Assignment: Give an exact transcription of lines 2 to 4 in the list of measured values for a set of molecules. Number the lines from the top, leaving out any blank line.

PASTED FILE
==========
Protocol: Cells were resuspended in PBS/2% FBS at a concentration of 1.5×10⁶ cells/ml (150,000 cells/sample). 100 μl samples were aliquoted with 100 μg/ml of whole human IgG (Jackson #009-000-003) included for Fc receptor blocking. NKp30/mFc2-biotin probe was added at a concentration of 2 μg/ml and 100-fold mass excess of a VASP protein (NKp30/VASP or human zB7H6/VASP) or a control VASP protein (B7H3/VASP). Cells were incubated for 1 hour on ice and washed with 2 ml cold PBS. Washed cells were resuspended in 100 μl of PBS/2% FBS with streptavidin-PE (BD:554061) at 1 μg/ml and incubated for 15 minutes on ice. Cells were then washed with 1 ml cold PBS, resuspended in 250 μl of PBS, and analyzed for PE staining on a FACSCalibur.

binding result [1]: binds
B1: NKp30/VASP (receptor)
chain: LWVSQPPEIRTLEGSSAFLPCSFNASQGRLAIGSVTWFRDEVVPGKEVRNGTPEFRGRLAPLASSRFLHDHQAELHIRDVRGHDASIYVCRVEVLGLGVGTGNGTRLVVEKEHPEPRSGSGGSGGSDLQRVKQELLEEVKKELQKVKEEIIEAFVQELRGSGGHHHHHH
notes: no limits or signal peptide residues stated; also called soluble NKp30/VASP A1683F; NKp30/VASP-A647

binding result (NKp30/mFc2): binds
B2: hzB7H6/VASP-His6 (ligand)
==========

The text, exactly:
binding result [1]: binds
B1: NKp30/VASP (receptor)
chain: LWVSQPPEIRTLEGSSAFLPCSFNASQGRLAIGSVTWFRDEVVPGKEVRNGTPEFRGRLAPLASSRFLHDHQAELHIRDVRGHDASIYVCRVEVLGLGVGTGNGTRLVVEKEHPEPRSGSGGSGGSDLQRVKQELLEEVKKELQKVKEEIIEAFVQELRGSGGHHHHHH